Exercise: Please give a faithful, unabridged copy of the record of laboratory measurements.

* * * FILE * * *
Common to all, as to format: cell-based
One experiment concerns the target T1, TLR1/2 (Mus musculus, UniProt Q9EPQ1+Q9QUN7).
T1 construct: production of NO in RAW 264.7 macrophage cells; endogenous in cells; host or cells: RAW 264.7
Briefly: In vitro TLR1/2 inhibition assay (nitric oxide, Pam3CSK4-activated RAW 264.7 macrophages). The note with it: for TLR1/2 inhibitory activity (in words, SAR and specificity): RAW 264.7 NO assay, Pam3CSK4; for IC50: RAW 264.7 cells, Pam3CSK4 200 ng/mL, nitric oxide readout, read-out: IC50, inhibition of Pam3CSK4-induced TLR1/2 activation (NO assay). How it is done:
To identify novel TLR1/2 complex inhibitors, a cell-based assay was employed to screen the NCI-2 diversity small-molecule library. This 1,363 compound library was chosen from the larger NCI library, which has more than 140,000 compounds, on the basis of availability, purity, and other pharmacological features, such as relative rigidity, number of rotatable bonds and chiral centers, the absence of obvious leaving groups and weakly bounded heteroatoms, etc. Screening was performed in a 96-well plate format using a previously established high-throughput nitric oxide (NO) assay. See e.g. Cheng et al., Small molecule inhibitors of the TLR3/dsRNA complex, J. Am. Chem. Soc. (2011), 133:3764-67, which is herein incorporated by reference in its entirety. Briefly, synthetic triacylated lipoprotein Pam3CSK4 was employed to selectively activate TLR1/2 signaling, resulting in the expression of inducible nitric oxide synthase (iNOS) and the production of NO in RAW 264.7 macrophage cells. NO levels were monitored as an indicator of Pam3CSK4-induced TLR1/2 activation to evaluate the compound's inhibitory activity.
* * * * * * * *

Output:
Common to all, as to format: cell-based
One experiment concerns the target T1, TLR1/2 (Mus musculus, UniProt Q9EPQ1+Q9QUN7).
T1 construct: production of NO in RAW 264.7 macrophage cells; endogenous in cells; host or cells: RAW 264.7
Briefly: In vitro TLR1/2 inhibition assay (nitric oxide, Pam3CSK4-activated RAW 264.7 macrophages). The note with it: for TLR1/2 inhibitory activity (in words, SAR and specificity): RAW 264.7 NO assay, Pam3CSK4; for IC50: RAW 264.7 cells, Pam3CSK4 200 ng/mL, nitric oxide readout, read-out: IC50, inhibition of Pam3CSK4-induced TLR1/2 activation (NO assay). How it is done:
To identify novel TLR1/2 complex inhibitors, a cell-based assay was employed to screen the NCI-2 diversity small-molecule library. This 1,363 compound library was chosen from the larger NCI library, which has more than 140,000 compounds, on the basis of availability, purity, and other pharmacological features, such as relative rigidity, number of rotatable bonds and chiral centers, the absence of obvious leaving groups and weakly bounded heteroatoms, etc. Screening was performed in a 96-well plate format using a previously established high-throughput nitric oxide (NO) assay. See e.g. Cheng et al., Small molecule inhibitors of the TLR3/dsRNA complex, J. Am. Chem. Soc. (2011), 133:3764-67, which is herein incorporated by reference in its entirety. Briefly, synthetic triacylated lipoprotein Pam3CSK4 was employed to selectively activate TLR1/2 signaling, resulting in the expression of inducible nitric oxide synthase (iNOS) and the production of NO in RAW 264.7 macrophage cells. NO levels were monitored as an indicator of Pam3CSK4-induced TLR1/2 activation to evaluate the compound's inhibitory activity.